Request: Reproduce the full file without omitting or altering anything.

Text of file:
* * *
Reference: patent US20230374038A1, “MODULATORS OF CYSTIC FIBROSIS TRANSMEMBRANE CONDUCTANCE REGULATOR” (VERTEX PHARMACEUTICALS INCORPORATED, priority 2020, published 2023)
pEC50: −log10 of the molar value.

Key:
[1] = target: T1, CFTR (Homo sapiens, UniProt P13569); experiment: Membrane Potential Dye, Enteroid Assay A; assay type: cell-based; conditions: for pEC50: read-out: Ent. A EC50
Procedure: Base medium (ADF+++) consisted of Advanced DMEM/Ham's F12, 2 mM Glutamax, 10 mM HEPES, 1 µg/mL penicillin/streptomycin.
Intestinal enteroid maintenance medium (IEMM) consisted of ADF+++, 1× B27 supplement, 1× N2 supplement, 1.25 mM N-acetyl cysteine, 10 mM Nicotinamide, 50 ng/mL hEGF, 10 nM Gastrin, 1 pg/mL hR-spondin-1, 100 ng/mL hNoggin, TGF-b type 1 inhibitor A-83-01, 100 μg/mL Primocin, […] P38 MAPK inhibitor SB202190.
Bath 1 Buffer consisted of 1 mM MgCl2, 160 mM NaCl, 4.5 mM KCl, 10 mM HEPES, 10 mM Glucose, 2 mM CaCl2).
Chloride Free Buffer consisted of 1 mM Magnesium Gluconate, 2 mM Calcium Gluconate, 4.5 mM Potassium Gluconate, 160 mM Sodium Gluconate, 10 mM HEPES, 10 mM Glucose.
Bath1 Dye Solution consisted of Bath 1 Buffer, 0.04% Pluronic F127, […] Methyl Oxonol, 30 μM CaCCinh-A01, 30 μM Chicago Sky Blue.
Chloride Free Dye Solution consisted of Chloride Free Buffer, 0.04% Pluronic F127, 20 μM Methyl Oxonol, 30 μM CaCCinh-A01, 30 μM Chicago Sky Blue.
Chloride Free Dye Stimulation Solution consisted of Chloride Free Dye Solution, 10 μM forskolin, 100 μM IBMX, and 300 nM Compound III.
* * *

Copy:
Reference: patent US20230374038A1, “MODULATORS OF CYSTIC FIBROSIS TRANSMEMBRANE CONDUCTANCE REGULATOR” (VERTEX PHARMACEUTICALS INCORPORATED, priority 2020, published 2023)
pEC50: −log10 of the molar value.

Key:
[1] = target: T1, CFTR (Homo sapiens, UniProt P13569); experiment: Membrane Potential Dye, Enteroid Assay A; assay type: cell-based; conditions: for pEC50: read-out: Ent. A EC50
Procedure: Base medium (ADF+++) consisted of Advanced DMEM/Ham's F12, 2 mM Glutamax, 10 mM HEPES, 1 µg/mL penicillin/streptomycin.
Intestinal enteroid maintenance medium (IEMM) consisted of ADF+++, 1× B27 supplement, 1× N2 supplement, 1.25 mM N-acetyl cysteine, 10 mM Nicotinamide, 50 ng/mL hEGF, 10 nM Gastrin, 1 pg/mL hR-spondin-1, 100 ng/mL hNoggin, TGF-b type 1 inhibitor A-83-01, 100 μg/mL Primocin, […] P38 MAPK inhibitor SB202190.
Bath 1 Buffer consisted of 1 mM MgCl2, 160 mM NaCl, 4.5 mM KCl, 10 mM HEPES, 10 mM Glucose, 2 mM CaCl2).
Chloride Free Buffer consisted of 1 mM Magnesium Gluconate, 2 mM Calcium Gluconate, 4.5 mM Potassium Gluconate, 160 mM Sodium Gluconate, 10 mM HEPES, 10 mM Glucose.
Bath1 Dye Solution consisted of Bath 1 Buffer, 0.04% Pluronic F127, […] Methyl Oxonol, 30 μM CaCCinh-A01, 30 μM Chicago Sky Blue.
Chloride Free Dye Solution consisted of Chloride Free Buffer, 0.04% Pluronic F127, 20 μM Methyl Oxonol, 30 μM CaCCinh-A01, 30 μM Chicago Sky Blue.
Chloride Free Dye Stimulation Solution consisted of Chloride Free Dye Solution, 10 μM forskolin, 100 μM IBMX, and 300 nM Compound III.